Location of giant gas clouds where stars are born being mapped
Washington: Astronomers have started mapping the location of the most massive and mysterious objects in our galaxy - the giant gas clouds where new stars are born.
Using a telescope at Coonabarabran that narrowly escaped devastation in a recent bushfire, the University of New South Wales led team identifies the galactic clouds of molecular gas - which can be up to 100 light years across - from the carbon monoxide they contain.
Team leader Professor Michael Burton, of the UNSW School of Physics, said that on Earth, carbon monoxide is poisonous - a silent killer but in space, it is the second most abundant molecule and the easiest to see.
He said that one of the largest unresolved mysteries in galactic astronomy is how these giant, diffuse clouds form in the interstellar medium and this process plays a key role in the cosmic cycle of birth and death of stars.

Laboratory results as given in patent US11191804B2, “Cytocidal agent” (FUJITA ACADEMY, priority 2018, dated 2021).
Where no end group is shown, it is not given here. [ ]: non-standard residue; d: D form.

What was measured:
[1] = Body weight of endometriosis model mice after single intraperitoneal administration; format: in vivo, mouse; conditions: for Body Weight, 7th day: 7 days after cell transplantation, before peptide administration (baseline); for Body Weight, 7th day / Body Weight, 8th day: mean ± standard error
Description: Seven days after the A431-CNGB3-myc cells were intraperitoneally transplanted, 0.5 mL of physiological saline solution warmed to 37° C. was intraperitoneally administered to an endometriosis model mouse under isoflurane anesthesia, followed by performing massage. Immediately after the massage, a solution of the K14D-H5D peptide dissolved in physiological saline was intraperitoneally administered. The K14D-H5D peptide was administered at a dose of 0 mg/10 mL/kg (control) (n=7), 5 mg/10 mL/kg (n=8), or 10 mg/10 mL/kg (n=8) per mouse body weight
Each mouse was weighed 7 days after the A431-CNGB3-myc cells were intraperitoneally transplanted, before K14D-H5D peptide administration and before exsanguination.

The carbon monoxide survey of the Southern Milky Way is being carried out with the 22 metre Mopra millimetre wave telescope at Coonabarabran. While the adjoining workshop, office, and accommodation wing were destroyed in the bushfire in January, the telescope`s control room survived because it was encased in brick.
The international team is also searching for "dark" galactic gas clouds - unseen clouds that contain very little carbon monoxide. It is assumed these clouds are mostly made up of molecular hydrogen which is too cold to detect.
The team is using telescopes in Antarctica and Chile to search for these dark clouds, based on the presence of carbon atoms, rather than carbon molecules, in the clouds.
The study has been published in the journal Publications of the Astronomical Society of Australia.
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